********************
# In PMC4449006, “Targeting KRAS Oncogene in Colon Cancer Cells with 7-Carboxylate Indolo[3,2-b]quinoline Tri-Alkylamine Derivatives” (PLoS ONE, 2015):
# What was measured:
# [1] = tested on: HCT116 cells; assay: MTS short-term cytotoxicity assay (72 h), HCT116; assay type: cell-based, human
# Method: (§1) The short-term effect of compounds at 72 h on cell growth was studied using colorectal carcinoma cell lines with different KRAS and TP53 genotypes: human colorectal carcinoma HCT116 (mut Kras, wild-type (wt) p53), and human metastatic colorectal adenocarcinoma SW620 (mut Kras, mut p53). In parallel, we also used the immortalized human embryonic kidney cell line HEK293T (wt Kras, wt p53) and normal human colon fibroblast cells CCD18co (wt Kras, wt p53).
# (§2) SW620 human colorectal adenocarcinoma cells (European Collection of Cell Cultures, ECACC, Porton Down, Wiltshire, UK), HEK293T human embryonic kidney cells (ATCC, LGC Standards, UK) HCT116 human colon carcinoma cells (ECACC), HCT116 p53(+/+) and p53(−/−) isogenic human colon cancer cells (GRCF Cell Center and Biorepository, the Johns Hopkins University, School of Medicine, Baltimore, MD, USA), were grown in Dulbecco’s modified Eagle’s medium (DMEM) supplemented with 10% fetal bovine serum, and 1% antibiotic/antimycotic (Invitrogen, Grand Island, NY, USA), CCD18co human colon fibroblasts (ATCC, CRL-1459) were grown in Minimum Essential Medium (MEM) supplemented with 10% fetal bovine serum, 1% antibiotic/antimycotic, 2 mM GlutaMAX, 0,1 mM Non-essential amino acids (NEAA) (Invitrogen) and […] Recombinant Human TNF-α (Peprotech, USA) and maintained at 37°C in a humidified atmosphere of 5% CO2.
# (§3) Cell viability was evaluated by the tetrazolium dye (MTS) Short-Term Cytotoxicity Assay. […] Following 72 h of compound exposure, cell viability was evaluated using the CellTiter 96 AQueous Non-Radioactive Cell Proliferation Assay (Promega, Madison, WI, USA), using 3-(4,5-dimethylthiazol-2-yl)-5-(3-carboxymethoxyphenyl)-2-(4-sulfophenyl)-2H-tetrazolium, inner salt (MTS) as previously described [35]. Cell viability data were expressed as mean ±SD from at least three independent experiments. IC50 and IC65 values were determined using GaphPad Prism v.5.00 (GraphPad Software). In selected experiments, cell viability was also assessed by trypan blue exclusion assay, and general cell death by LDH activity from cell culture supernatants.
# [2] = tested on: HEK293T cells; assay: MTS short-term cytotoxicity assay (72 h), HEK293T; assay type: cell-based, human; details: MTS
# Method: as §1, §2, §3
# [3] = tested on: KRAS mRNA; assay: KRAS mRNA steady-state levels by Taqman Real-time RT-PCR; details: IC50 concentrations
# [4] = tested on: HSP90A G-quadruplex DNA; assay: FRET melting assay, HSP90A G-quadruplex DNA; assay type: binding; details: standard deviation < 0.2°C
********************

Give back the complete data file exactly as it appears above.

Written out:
# In PMC4449006, “Targeting KRAS Oncogene in Colon Cancer Cells with 7-Carboxylate Indolo[3,2-b]quinoline Tri-Alkylamine Derivatives” (PLoS ONE, 2015):
# What was measured:
# [1] = tested on: HCT116 cells; assay: MTS short-term cytotoxicity assay (72 h), HCT116; assay type: cell-based, human
# Method: (§1) The short-term effect of compounds at 72 h on cell growth was studied using colorectal carcinoma cell lines with different KRAS and TP53 genotypes: human colorectal carcinoma HCT116 (mut Kras, wild-type (wt) p53), and human metastatic colorectal adenocarcinoma SW620 (mut Kras, mut p53). In parallel, we also used the immortalized human embryonic kidney cell line HEK293T (wt Kras, wt p53) and normal human colon fibroblast cells CCD18co (wt Kras, wt p53).
# (§2) SW620 human colorectal adenocarcinoma cells (European Collection of Cell Cultures, ECACC, Porton Down, Wiltshire, UK), HEK293T human embryonic kidney cells (ATCC, LGC Standards, UK) HCT116 human colon carcinoma cells (ECACC), HCT116 p53(+/+) and p53(−/−) isogenic human colon cancer cells (GRCF Cell Center and Biorepository, the Johns Hopkins University, School of Medicine, Baltimore, MD, USA), were grown in Dulbecco’s modified Eagle’s medium (DMEM) supplemented with 10% fetal bovine serum, and 1% antibiotic/antimycotic (Invitrogen, Grand Island, NY, USA), CCD18co human colon fibroblasts (ATCC, CRL-1459) were grown in Minimum Essential Medium (MEM) supplemented with 10% fetal bovine serum, 1% antibiotic/antimycotic, 2 mM GlutaMAX, 0,1 mM Non-essential amino acids (NEAA) (Invitrogen) and […] Recombinant Human TNF-α (Peprotech, USA) and maintained at 37°C in a humidified atmosphere of 5% CO2.
# (§3) Cell viability was evaluated by the tetrazolium dye (MTS) Short-Term Cytotoxicity Assay. […] Following 72 h of compound exposure, cell viability was evaluated using the CellTiter 96 AQueous Non-Radioactive Cell Proliferation Assay (Promega, Madison, WI, USA), using 3-(4,5-dimethylthiazol-2-yl)-5-(3-carboxymethoxyphenyl)-2-(4-sulfophenyl)-2H-tetrazolium, inner salt (MTS) as previously described [35]. Cell viability data were expressed as mean ±SD from at least three independent experiments. IC50 and IC65 values were determined using GaphPad Prism v.5.00 (GraphPad Software). In selected experiments, cell viability was also assessed by trypan blue exclusion assay, and general cell death by LDH activity from cell culture supernatants.
# [2] = tested on: HEK293T cells; assay: MTS short-term cytotoxicity assay (72 h), HEK293T; assay type: cell-based, human; details: MTS
# Method: as §1, §2, §3
# [3] = tested on: KRAS mRNA; assay: KRAS mRNA steady-state levels by Taqman Real-time RT-PCR; details: IC50 concentrations
# [4] = tested on: HSP90A G-quadruplex DNA; assay: FRET melting assay, HSP90A G-quadruplex DNA; assay type: binding; details: standard deviation < 0.2°C